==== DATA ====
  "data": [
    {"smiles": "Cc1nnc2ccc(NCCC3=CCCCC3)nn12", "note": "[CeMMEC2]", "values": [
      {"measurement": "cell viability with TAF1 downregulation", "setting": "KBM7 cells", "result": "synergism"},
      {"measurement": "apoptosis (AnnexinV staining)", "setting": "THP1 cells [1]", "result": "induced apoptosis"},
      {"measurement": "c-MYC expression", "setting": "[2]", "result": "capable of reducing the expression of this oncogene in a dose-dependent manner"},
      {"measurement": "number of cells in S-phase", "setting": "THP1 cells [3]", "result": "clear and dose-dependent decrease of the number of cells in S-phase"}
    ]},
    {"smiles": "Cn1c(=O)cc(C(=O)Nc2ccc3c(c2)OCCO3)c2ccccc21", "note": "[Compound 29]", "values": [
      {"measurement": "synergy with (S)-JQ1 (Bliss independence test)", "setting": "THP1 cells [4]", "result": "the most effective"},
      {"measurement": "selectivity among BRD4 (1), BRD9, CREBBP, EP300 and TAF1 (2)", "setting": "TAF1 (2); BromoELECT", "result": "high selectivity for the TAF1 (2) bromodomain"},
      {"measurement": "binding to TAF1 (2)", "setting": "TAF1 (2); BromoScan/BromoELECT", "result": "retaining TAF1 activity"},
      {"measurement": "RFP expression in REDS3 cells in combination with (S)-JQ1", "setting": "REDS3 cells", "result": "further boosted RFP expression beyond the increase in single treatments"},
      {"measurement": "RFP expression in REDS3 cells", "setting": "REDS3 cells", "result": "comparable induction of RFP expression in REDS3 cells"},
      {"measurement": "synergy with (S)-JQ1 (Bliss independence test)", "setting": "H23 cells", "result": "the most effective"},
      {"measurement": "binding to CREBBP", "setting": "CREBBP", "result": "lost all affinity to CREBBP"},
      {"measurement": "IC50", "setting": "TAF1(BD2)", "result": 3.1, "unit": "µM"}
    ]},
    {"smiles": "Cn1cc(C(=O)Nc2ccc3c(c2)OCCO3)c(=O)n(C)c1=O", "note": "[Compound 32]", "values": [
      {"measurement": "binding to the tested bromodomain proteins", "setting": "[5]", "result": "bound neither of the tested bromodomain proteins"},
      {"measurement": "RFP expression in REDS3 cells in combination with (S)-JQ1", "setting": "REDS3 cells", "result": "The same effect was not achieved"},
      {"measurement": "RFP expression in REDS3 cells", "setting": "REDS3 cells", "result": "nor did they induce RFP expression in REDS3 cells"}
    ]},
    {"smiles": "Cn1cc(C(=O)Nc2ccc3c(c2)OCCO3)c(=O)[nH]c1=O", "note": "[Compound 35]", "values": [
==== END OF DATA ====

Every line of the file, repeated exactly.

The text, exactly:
  "data": [
    {"smiles": "Cc1nnc2ccc(NCCC3=CCCCC3)nn12", "note": "[CeMMEC2]", "values": [
      {"measurement": "cell viability with TAF1 downregulation", "setting": "KBM7 cells", "result": "synergism"},
      {"measurement": "apoptosis (AnnexinV staining)", "setting": "THP1 cells [1]", "result": "induced apoptosis"},
      {"measurement": "c-MYC expression", "setting": "[2]", "result": "capable of reducing the expression of this oncogene in a dose-dependent manner"},
      {"measurement": "number of cells in S-phase", "setting": "THP1 cells [3]", "result": "clear and dose-dependent decrease of the number of cells in S-phase"}
    ]},
    {"smiles": "Cn1c(=O)cc(C(=O)Nc2ccc3c(c2)OCCO3)c2ccccc21", "note": "[Compound 29]", "values": [
      {"measurement": "synergy with (S)-JQ1 (Bliss independence test)", "setting": "THP1 cells [4]", "result": "the most effective"},
      {"measurement": "selectivity among BRD4 (1), BRD9, CREBBP, EP300 and TAF1 (2)", "setting": "TAF1 (2); BromoELECT", "result": "high selectivity for the TAF1 (2) bromodomain"},
      {"measurement": "binding to TAF1 (2)", "setting": "TAF1 (2); BromoScan/BromoELECT", "result": "retaining TAF1 activity"},
      {"measurement": "RFP expression in REDS3 cells in combination with (S)-JQ1", "setting": "REDS3 cells", "result": "further boosted RFP expression beyond the increase in single treatments"},
      {"measurement": "RFP expression in REDS3 cells", "setting": "REDS3 cells", "result": "comparable induction of RFP expression in REDS3 cells"},
      {"measurement": "synergy with (S)-JQ1 (Bliss independence test)", "setting": "H23 cells", "result": "the most effective"},
      {"measurement": "binding to CREBBP", "setting": "CREBBP", "result": "lost all affinity to CREBBP"},
      {"measurement": "IC50", "setting": "TAF1(BD2)", "result": 3.1, "unit": "µM"}
    ]},
    {"smiles": "Cn1cc(C(=O)Nc2ccc3c(c2)OCCO3)c(=O)n(C)c1=O", "note": "[Compound 32]", "values": [
      {"measurement": "binding to the tested bromodomain proteins", "setting": "[5]", "result": "bound neither of the tested bromodomain proteins"},
      {"measurement": "RFP expression in REDS3 cells in combination with (S)-JQ1", "setting": "REDS3 cells", "result": "The same effect was not achieved"},
      {"measurement": "RFP expression in REDS3 cells", "setting": "REDS3 cells", "result": "nor did they induce RFP expression in REDS3 cells"}
    ]},
    {"smiles": "Cn1cc(C(=O)Nc2ccc3c(c2)OCCO3)c(=O)[nH]c1=O", "note": "[Compound 35]", "values": [